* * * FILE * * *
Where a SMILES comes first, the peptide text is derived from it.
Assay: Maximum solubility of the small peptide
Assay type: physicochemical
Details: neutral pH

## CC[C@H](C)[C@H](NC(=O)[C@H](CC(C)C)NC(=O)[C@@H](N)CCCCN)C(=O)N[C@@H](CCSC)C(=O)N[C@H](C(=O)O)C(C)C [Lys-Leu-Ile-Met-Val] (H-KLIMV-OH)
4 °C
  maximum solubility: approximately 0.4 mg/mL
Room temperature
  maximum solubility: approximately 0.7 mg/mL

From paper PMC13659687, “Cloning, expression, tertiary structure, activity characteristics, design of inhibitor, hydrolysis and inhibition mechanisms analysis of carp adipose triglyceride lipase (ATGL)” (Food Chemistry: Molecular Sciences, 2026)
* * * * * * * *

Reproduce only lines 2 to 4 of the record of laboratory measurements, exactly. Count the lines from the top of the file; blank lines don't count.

Assay: Maximum solubility of the small peptide
Assay type: physicochemical
Details: neutral pH